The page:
What do the following expressions have in common? “Gonna make him an offer he can’t refuse.” “Nothing personal—this is just business.” And, of course, “Luca Brazzi sleeps with the fishes.”
I guess the last one was a bit of a giveaway. So, yes, you guessed right. All of these expressions come from the film The Godfather. They have passed into the language now. But watching the movie again on DVD last month, I remembered how influential it had been.
The Godfather: It changed the way gangsters looked at themselves and did business
Before there was a movie, there was a book. Mario Puzo, a not-very- successful writer, was a gambling addict who was frequently in debt. Pushed for funds, he churned out The Godfather to justify his publisher’s advance for a book called The Mafia.
Contrary to what people believed at the time, despite being Italian, Puzo knew almost nothing about the mafia. He had heard the same gossip and stories as everybody else. So when he sat down to write, he invented an underworld based on honour and a sense of family. To make it seem authentic, he included a few apocryphal stories that were then current.
For instance, it was rumoured that Frank Sinatra had mafia connections, and that when his career was on the brink, the mob got him the co-starring role in From Here to Eternity that resurrected his fortunes. Puzo invented a Sinatra-like character and included the From Here to Eternity story, adding one dramatic flourish: When the studio boss refuses to cast the Sinatra character, the mafia guys behead his favourite horse and put its decapitated head in his bed.
Stories such as this one—which Puzo dreamt up from the top of his head—made the book seem even more authentic than it really was and it became a number one best-seller. By the time Paramount Pictures got around to filming it, the Italian- American community was filled with outrage and the studio agreed to delete the words “mafia” and “La Cosa Nostra" from the script.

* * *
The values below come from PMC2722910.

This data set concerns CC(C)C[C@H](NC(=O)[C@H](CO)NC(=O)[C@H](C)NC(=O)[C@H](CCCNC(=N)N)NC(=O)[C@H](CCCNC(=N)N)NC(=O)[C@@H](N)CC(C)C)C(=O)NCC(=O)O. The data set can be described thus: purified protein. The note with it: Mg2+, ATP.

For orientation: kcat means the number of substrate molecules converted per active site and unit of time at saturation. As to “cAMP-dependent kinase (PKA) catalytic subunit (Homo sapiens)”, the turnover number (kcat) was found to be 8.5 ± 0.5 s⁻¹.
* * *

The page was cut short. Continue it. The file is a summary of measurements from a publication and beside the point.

But the bosses at Paramount took two chances with the movie. One: They hired Francis Ford Coppolla to direct despite his complete lack of commercial credentials. And two: They agreed reluctantly to Puzo’s demand to cast Marlon Brando, whose career had gone to the toilet, as the Don.
The Godfather is one of those rare movies that is far better than the book it is based on. Coppolla wrote the script, threw out much of the junk (and sex) in the Puzo book and treated the film as a family saga. It became more than a gangster movie. It was a study of Italian immigrants who embraced the American dream with its “nothing personal—only business” credo. When the mob is at home, it is an Italian family. When it goes out to kill, it is a ruthless American corporation.
It is a measure of how old I am that I remember reading the book and then seeing the movie when it came out. I also remember the sequel, which was even better than the first movie and told two different stories: about how The Godfather got to America as a penniless small boy and about how his son took the mob legit (well, sort of) by investing in the casino business in Vegas.